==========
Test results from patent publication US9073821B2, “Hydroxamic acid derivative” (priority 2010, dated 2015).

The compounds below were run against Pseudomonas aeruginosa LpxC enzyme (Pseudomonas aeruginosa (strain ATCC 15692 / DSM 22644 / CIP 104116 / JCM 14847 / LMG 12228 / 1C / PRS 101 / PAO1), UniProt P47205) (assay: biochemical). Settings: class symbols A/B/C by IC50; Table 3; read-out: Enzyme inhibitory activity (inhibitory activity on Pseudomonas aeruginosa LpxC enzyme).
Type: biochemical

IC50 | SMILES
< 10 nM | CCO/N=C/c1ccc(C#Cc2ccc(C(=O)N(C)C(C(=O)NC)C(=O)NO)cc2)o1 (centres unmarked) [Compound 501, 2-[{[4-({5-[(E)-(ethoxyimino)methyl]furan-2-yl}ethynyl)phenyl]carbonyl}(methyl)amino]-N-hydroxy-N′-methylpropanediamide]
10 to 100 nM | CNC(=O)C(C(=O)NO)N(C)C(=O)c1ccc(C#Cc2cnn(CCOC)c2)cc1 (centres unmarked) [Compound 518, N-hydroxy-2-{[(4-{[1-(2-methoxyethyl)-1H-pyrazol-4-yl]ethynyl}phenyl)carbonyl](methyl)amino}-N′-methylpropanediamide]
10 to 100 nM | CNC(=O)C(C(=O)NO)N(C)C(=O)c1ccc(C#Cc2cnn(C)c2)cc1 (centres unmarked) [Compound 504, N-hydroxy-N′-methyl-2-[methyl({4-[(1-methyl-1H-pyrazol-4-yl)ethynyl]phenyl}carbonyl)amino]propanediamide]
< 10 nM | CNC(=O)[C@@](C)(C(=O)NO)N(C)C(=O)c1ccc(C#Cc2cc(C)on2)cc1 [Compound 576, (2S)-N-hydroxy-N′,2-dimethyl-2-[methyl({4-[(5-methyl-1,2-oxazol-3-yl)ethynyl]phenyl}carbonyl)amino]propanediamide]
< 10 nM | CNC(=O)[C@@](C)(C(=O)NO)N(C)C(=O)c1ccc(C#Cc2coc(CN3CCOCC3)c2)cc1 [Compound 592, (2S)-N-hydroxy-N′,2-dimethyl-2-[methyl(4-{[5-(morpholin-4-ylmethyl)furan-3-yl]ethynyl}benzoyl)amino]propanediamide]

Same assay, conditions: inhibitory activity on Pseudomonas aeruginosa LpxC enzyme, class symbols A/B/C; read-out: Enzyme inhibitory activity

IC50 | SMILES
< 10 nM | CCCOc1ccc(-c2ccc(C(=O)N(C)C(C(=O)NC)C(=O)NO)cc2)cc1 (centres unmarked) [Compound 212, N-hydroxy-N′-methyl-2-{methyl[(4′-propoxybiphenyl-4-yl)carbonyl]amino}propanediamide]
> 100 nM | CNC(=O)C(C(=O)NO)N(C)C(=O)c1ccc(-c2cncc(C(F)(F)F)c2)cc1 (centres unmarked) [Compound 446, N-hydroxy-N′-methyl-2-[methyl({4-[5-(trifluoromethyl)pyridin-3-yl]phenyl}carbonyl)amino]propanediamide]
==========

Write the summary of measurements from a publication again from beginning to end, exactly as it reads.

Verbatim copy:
Test results from patent publication US9073821B2, “Hydroxamic acid derivative” (priority 2010, dated 2015).

The compounds below were run against Pseudomonas aeruginosa LpxC enzyme (Pseudomonas aeruginosa (strain ATCC 15692 / DSM 22644 / CIP 104116 / JCM 14847 / LMG 12228 / 1C / PRS 101 / PAO1), UniProt P47205) (assay: biochemical). Settings: class symbols A/B/C by IC50; Table 3; read-out: Enzyme inhibitory activity (inhibitory activity on Pseudomonas aeruginosa LpxC enzyme).
Type: biochemical

IC50 | SMILES
< 10 nM | CCO/N=C/c1ccc(C#Cc2ccc(C(=O)N(C)C(C(=O)NC)C(=O)NO)cc2)o1 (centres unmarked) [Compound 501, 2-[{[4-({5-[(E)-(ethoxyimino)methyl]furan-2-yl}ethynyl)phenyl]carbonyl}(methyl)amino]-N-hydroxy-N′-methylpropanediamide]
10 to 100 nM | CNC(=O)C(C(=O)NO)N(C)C(=O)c1ccc(C#Cc2cnn(CCOC)c2)cc1 (centres unmarked) [Compound 518, N-hydroxy-2-{[(4-{[1-(2-methoxyethyl)-1H-pyrazol-4-yl]ethynyl}phenyl)carbonyl](methyl)amino}-N′-methylpropanediamide]
10 to 100 nM | CNC(=O)C(C(=O)NO)N(C)C(=O)c1ccc(C#Cc2cnn(C)c2)cc1 (centres unmarked) [Compound 504, N-hydroxy-N′-methyl-2-[methyl({4-[(1-methyl-1H-pyrazol-4-yl)ethynyl]phenyl}carbonyl)amino]propanediamide]
< 10 nM | CNC(=O)[C@@](C)(C(=O)NO)N(C)C(=O)c1ccc(C#Cc2cc(C)on2)cc1 [Compound 576, (2S)-N-hydroxy-N′,2-dimethyl-2-[methyl({4-[(5-methyl-1,2-oxazol-3-yl)ethynyl]phenyl}carbonyl)amino]propanediamide]
< 10 nM | CNC(=O)[C@@](C)(C(=O)NO)N(C)C(=O)c1ccc(C#Cc2coc(CN3CCOCC3)c2)cc1 [Compound 592, (2S)-N-hydroxy-N′,2-dimethyl-2-[methyl(4-{[5-(morpholin-4-ylmethyl)furan-3-yl]ethynyl}benzoyl)amino]propanediamide]

Same assay, conditions: inhibitory activity on Pseudomonas aeruginosa LpxC enzyme, class symbols A/B/C; read-out: Enzyme inhibitory activity

IC50 | SMILES
< 10 nM | CCCOc1ccc(-c2ccc(C(=O)N(C)C(C(=O)NC)C(=O)NO)cc2)cc1 (centres unmarked) [Compound 212, N-hydroxy-N′-methyl-2-{methyl[(4′-propoxybiphenyl-4-yl)carbonyl]amino}propanediamide]
> 100 nM | CNC(=O)C(C(=O)NO)N(C)C(=O)c1ccc(-c2cncc(C(F)(F)F)c2)cc1 (centres unmarked) [Compound 446, N-hydroxy-N′-methyl-2-[methyl({4-[5-(trifluoromethyl)pyridin-3-yl]phenyl}carbonyl)amino]propanediamide]